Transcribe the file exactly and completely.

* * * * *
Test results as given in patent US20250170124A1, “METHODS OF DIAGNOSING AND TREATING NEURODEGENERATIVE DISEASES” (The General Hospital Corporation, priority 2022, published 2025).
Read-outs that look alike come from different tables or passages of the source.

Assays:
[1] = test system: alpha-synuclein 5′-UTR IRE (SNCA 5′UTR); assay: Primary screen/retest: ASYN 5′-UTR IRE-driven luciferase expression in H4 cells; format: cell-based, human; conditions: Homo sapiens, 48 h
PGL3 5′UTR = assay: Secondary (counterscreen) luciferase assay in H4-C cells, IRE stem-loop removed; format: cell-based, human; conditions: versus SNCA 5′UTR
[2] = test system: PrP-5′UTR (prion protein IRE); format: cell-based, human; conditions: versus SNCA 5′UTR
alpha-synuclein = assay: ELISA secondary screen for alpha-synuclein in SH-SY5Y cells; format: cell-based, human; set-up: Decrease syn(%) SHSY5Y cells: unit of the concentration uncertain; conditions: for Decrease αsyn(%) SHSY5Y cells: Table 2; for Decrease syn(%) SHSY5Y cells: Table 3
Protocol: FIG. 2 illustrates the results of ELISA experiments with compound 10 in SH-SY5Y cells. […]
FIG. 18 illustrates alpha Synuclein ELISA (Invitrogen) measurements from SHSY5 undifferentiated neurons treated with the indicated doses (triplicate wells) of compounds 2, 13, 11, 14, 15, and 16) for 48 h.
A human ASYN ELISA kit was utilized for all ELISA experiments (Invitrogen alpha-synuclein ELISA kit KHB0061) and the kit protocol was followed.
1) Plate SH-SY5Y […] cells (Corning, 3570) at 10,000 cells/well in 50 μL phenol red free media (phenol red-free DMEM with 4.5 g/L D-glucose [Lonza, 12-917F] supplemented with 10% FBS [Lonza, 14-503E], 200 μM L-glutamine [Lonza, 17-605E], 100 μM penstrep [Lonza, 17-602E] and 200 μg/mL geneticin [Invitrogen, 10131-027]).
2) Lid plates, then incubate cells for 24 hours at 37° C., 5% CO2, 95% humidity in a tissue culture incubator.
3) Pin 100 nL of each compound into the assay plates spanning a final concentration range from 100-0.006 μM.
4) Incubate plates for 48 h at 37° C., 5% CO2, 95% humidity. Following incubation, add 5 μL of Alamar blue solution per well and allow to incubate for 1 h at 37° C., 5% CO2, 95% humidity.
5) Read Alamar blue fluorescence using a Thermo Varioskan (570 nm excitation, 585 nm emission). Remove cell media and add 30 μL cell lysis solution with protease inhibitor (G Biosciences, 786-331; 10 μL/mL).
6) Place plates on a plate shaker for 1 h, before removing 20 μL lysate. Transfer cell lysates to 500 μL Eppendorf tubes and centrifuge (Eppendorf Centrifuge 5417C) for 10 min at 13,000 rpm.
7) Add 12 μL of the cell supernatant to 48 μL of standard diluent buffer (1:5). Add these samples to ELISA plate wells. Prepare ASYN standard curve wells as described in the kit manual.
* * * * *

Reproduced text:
Test results as given in patent US20250170124A1, “METHODS OF DIAGNOSING AND TREATING NEURODEGENERATIVE DISEASES” (The General Hospital Corporation, priority 2022, published 2025).
Read-outs that look alike come from different tables or passages of the source.

Assays:
[1] = test system: alpha-synuclein 5′-UTR IRE (SNCA 5′UTR); assay: Primary screen/retest: ASYN 5′-UTR IRE-driven luciferase expression in H4 cells; format: cell-based, human; conditions: Homo sapiens, 48 h
PGL3 5′UTR = assay: Secondary (counterscreen) luciferase assay in H4-C cells, IRE stem-loop removed; format: cell-based, human; conditions: versus SNCA 5′UTR
[2] = test system: PrP-5′UTR (prion protein IRE); format: cell-based, human; conditions: versus SNCA 5′UTR
alpha-synuclein = assay: ELISA secondary screen for alpha-synuclein in SH-SY5Y cells; format: cell-based, human; set-up: Decrease syn(%) SHSY5Y cells: unit of the concentration uncertain; conditions: for Decrease αsyn(%) SHSY5Y cells: Table 2; for Decrease syn(%) SHSY5Y cells: Table 3
Protocol: FIG. 2 illustrates the results of ELISA experiments with compound 10 in SH-SY5Y cells. […]
FIG. 18 illustrates alpha Synuclein ELISA (Invitrogen) measurements from SHSY5 undifferentiated neurons treated with the indicated doses (triplicate wells) of compounds 2, 13, 11, 14, 15, and 16) for 48 h.
A human ASYN ELISA kit was utilized for all ELISA experiments (Invitrogen alpha-synuclein ELISA kit KHB0061) and the kit protocol was followed.
1) Plate SH-SY5Y […] cells (Corning, 3570) at 10,000 cells/well in 50 μL phenol red free media (phenol red-free DMEM with 4.5 g/L D-glucose [Lonza, 12-917F] supplemented with 10% FBS [Lonza, 14-503E], 200 μM L-glutamine [Lonza, 17-605E], 100 μM penstrep [Lonza, 17-602E] and 200 μg/mL geneticin [Invitrogen, 10131-027]).
2) Lid plates, then incubate cells for 24 hours at 37° C., 5% CO2, 95% humidity in a tissue culture incubator.
3) Pin 100 nL of each compound into the assay plates spanning a final concentration range from 100-0.006 μM.
4) Incubate plates for 48 h at 37° C., 5% CO2, 95% humidity. Following incubation, add 5 μL of Alamar blue solution per well and allow to incubate for 1 h at 37° C., 5% CO2, 95% humidity.
5) Read Alamar blue fluorescence using a Thermo Varioskan (570 nm excitation, 585 nm emission). Remove cell media and add 30 μL cell lysis solution with protease inhibitor (G Biosciences, 786-331; 10 μL/mL).
6) Place plates on a plate shaker for 1 h, before removing 20 μL lysate. Transfer cell lysates to 500 μL Eppendorf tubes and centrifuge (Eppendorf Centrifuge 5417C) for 10 min at 13,000 rpm.
7) Add 12 μL of the cell supernatant to 48 μL of standard diluent buffer (1:5). Add these samples to ELISA plate wells. Prepare ASYN standard curve wells as described in the kit manual.